Now, I know some of you, that makes you break into a cold sweat. Your hands are getting a little clammy, there might be beads of sweat dripping down, but here’s why you want to delegate decisions: if you have to be the decision maker for every little thing that happens in your organization, you become what’s known as a bottle-neck or a lid on your organization. That’s why you need to teach people how to make decisions the way you would make decisions.

Now, it’s kind of the old joke, you know, what would Jesus do? You could have a ‘what would Travis do’? What would Joe do? What would ______ do? You want them to be able to think the way that you think, and make decisions the way that you make decisions. But you’ve got to be able to train them to do that, so this is the process for training people to make decisions.

There are 3 steps to the ORR Process: options, recommendation, reasons.

When an employee encounters a problem, it usually it sounds like this, “Hey, Travis, we need to make a decision on this, this, and this, what should we do?” The problem with that is everybody just dumps the problem and decision on your desk, and need this decision made. What I realized is I don’t have time to make all these decisions. I travel too much, I’ve got too many other things going on, and some of these things shouldn’t be my decision in the first place. So, what I decided to do is create the ORR process. So, here’s what this looks like.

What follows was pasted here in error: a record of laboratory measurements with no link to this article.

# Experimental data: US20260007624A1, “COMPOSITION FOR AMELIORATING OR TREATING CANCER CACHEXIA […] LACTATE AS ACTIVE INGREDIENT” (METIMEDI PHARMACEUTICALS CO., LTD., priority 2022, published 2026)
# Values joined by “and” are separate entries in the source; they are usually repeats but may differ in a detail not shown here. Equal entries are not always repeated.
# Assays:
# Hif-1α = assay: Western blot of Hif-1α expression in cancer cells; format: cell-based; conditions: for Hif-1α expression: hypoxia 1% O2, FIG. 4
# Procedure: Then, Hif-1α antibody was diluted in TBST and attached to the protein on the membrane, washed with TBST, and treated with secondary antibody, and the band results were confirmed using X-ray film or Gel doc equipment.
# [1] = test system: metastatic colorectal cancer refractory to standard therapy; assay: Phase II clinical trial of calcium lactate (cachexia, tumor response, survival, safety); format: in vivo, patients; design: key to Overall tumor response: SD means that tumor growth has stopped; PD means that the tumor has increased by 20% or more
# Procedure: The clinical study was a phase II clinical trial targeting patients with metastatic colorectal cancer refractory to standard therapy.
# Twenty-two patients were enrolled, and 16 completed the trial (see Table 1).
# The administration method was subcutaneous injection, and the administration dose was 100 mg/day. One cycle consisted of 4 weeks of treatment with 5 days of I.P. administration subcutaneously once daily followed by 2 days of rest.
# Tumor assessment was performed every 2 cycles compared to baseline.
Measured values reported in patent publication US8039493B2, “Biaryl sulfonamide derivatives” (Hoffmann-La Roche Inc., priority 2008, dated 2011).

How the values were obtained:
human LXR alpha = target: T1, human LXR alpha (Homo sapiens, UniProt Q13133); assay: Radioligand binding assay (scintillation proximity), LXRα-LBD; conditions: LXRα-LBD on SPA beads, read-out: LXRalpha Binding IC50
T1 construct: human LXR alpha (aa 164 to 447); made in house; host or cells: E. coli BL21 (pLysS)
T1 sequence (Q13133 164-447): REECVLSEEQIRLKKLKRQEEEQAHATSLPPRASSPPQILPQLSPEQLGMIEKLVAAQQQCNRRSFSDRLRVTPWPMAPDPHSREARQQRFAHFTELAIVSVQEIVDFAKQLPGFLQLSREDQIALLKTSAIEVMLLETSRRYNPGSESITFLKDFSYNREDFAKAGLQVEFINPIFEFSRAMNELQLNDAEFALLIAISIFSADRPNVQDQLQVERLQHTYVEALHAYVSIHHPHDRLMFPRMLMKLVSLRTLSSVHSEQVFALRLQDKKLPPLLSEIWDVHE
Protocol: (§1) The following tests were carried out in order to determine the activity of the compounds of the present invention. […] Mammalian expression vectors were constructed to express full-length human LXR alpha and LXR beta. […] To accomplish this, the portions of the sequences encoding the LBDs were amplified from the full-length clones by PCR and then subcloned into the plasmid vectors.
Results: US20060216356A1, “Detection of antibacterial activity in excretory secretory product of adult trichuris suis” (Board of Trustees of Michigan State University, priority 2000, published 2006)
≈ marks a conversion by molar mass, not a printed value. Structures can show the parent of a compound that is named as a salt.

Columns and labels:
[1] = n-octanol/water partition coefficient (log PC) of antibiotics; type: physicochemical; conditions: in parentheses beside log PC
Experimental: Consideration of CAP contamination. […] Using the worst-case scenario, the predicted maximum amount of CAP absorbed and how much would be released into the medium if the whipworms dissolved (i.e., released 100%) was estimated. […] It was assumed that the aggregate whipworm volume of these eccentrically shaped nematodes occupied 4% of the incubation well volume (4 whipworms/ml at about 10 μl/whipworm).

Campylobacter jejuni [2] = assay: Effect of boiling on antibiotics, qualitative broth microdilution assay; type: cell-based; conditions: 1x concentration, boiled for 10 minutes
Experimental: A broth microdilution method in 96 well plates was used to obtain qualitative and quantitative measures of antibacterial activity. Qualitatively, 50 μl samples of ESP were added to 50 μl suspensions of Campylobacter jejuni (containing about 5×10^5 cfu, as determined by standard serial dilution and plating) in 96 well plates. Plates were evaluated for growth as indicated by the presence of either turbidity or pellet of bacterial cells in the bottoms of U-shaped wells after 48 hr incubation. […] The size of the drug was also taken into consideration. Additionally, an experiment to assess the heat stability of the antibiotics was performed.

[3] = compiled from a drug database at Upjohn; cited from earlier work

The first step is for the employee to provide three best options to move forward with, and they must be able to explain why they are the three best options. So now, instead, they’ll be able to come to you and say, “Hey, Travis, so we have to make a decision on a venue that we’re gonna choose for an event. I’ve researched the venues, and here’s the three that I think are the best options available.”

At minimum they need to come back with three. Sometimes they come back with five and sometimes they may come back with more than that, based off of what they’re seeing or if they’re just unsure, and that’s okay. More options is great, less options not great. Make sure they come back with the three options that they think are the best, and they are prepared to tell you why they think they’re the best.


It’s important that you’re a participant in this, but not making the decision here. Let them run with this.

Now you can ask them which one they recommend you choose and why they chose that recommendation. Allow them to discuss their recommendation and why they recommend the option that they’ve chosen. You can also allow them to discuss why they don’t recommend the other options.